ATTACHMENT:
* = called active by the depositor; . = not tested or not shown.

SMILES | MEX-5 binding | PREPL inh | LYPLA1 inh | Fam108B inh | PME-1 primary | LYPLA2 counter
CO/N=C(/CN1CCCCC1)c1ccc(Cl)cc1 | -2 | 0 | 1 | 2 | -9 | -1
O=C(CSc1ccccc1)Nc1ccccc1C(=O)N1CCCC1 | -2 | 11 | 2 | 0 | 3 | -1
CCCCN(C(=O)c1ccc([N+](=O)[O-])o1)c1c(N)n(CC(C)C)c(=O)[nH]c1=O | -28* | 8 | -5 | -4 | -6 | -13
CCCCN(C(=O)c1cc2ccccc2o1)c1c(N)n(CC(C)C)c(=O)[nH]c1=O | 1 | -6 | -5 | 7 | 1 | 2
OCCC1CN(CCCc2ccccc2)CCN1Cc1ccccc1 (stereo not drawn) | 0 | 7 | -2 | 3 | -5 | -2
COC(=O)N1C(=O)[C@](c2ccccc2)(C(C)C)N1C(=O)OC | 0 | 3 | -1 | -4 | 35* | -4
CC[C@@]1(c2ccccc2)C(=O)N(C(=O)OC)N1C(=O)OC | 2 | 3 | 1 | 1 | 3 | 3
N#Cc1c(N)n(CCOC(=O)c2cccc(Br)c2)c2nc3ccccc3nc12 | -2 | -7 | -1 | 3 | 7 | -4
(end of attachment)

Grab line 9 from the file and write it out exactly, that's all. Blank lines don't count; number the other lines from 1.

CC[C@@]1(c2ccccc2)C(=O)N(C(=O)OC)N1C(=O)OC | 2 | 3 | 1 | 1 | 3 | 3